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Handwashing For Health

Person Washing Hands in Sink with SoapThank you for visiting the Handwashing For Health section of Grays Harbor Community Hospital.

For many diseases, one of the easiest ways to spread is by the hands of an infected person. We often don't think about the many ways that bacteria and viruses can come into contact with our hands or how "bug friendly" our hands are. The following information is here to provide the reader with a better understanding of the impact that simple handwashing can have for you, your family and your community.

Please watch the following video from the National Center for Preparedness, Detection, and Control of Infectious Diseases (NCPDCID), which shows how we can all help to reduce the spread of disease in our community:

Put Your Hands Together. Flash Player 9 is required.


As you can see from the video, keeping hands clean is one of the most important steps we can take to avoid getting sick and spreading germs to others. It is best to wash your hands with soap and clean running water for 20 seconds. However, if soap and clean water are not available, use an alcohol-based product to clean your hands. Alcohol-based hand rubs significantly reduce the number of germs on skin and are fast acting.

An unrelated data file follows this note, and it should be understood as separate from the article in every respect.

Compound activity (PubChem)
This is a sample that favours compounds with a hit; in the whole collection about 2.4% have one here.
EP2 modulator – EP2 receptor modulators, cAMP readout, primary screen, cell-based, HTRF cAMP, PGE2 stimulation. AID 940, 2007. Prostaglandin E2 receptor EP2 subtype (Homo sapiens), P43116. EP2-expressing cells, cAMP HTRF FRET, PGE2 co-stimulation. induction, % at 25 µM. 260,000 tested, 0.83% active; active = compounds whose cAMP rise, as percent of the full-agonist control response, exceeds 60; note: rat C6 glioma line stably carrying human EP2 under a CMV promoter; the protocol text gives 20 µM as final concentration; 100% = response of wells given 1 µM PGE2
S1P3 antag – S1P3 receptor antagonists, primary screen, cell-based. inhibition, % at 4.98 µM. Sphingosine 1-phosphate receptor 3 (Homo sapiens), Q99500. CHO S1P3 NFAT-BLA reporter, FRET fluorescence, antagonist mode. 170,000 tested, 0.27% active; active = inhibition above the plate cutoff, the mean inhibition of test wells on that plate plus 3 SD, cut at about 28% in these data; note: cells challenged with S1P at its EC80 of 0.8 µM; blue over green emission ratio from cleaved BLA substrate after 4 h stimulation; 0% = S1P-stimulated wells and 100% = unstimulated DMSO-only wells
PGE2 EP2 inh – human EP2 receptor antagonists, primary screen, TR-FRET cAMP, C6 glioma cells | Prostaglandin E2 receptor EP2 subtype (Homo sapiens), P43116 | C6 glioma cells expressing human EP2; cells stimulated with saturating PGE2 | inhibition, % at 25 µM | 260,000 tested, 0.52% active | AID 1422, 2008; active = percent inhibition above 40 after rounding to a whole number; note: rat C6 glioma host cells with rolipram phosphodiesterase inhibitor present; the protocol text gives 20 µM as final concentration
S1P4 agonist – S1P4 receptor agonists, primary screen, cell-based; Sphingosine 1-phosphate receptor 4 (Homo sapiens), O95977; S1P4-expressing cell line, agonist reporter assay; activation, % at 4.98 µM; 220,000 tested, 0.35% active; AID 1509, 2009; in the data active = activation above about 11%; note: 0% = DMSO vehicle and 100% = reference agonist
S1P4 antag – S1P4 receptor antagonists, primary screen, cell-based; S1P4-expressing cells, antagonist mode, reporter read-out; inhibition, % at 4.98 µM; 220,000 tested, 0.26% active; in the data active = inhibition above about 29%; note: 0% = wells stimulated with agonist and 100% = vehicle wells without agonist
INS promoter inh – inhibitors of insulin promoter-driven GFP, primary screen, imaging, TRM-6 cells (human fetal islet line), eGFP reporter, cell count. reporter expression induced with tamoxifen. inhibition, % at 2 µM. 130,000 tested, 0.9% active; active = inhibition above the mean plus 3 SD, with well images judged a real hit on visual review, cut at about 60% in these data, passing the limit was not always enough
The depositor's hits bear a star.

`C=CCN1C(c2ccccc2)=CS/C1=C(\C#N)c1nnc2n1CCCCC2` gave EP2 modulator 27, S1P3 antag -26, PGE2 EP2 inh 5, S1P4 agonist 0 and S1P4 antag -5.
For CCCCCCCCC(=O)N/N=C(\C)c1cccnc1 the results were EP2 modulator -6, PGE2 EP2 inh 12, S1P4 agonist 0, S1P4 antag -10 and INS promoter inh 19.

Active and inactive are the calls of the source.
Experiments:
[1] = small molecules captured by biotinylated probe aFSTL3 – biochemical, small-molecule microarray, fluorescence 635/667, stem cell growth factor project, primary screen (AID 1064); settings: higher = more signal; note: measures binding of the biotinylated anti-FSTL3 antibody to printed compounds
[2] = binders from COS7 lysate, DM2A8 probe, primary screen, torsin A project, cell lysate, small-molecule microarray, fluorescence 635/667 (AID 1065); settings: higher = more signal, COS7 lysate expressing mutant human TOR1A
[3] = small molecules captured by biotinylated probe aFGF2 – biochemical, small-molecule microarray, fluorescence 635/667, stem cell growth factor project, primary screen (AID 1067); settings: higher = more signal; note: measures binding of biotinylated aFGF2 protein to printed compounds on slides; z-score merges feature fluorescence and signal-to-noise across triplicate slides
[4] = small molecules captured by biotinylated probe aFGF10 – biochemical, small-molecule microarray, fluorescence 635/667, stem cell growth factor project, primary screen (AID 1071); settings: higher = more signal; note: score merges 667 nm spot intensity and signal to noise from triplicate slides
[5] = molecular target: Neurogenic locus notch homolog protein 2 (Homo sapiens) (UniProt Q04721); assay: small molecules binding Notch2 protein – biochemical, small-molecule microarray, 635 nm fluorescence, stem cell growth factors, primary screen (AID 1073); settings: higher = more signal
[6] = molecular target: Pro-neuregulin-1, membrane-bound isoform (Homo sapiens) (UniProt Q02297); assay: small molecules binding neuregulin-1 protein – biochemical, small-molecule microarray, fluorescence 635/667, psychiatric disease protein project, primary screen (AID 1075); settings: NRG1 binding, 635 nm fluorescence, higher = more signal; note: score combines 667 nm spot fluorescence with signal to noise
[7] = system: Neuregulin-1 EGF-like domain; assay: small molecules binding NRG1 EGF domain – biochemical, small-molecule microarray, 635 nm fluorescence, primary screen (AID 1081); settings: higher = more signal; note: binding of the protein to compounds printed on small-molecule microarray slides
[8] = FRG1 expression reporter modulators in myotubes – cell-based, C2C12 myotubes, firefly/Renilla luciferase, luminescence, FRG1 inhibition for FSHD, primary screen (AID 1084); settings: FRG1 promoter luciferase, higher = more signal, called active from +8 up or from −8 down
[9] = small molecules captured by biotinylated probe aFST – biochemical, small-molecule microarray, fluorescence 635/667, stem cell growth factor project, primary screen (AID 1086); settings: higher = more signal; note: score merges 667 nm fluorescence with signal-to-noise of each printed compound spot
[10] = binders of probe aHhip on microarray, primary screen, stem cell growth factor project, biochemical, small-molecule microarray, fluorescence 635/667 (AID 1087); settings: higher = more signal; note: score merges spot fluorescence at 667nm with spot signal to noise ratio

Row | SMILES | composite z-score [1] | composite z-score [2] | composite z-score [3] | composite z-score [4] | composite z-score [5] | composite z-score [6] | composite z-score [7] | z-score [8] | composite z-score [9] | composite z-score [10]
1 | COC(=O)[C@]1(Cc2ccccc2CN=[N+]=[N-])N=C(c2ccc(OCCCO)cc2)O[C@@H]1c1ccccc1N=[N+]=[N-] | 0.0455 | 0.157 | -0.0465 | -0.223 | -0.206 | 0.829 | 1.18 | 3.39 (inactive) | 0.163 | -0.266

When washing hands with soap and water:

  • Wet your hands with clean running water and apply soap. Use warm water if it is available.
  • Rub hands together to make a lather and scrub all surfaces.
  • Continue rubbing hands for 20 seconds. Need a timer? Imagine singing "Happy Birthday" twice through to a friend!
  • Rinse hands well under running water
  • Dry your hands using a paper towel or air dryer. If possible, use your paper towel to turn off the faucet

Remember: If soap and water are not available, use alcohol-based gel to clean hands.

When using an alcohol-based hand sanitizer:

  • Apply product to the palm of one hand
  • Rub hands together
  • Rub the product over all surfaces of hands and fingers until hands are dry.

When should you wash your hands?

  • Before preparing or eating food
  • After going to the bathroom
  • After changing diapers or cleaning up a child who has gone to the bathroom
  • Before and after tending to someone who is sick
  • After blowing your nose, coughing, or sneezing
  • After handling an animal or animal waste
  • After handling garbage
  • Before and after treating a cut or wound
Remember: Clean Hands Save Lives!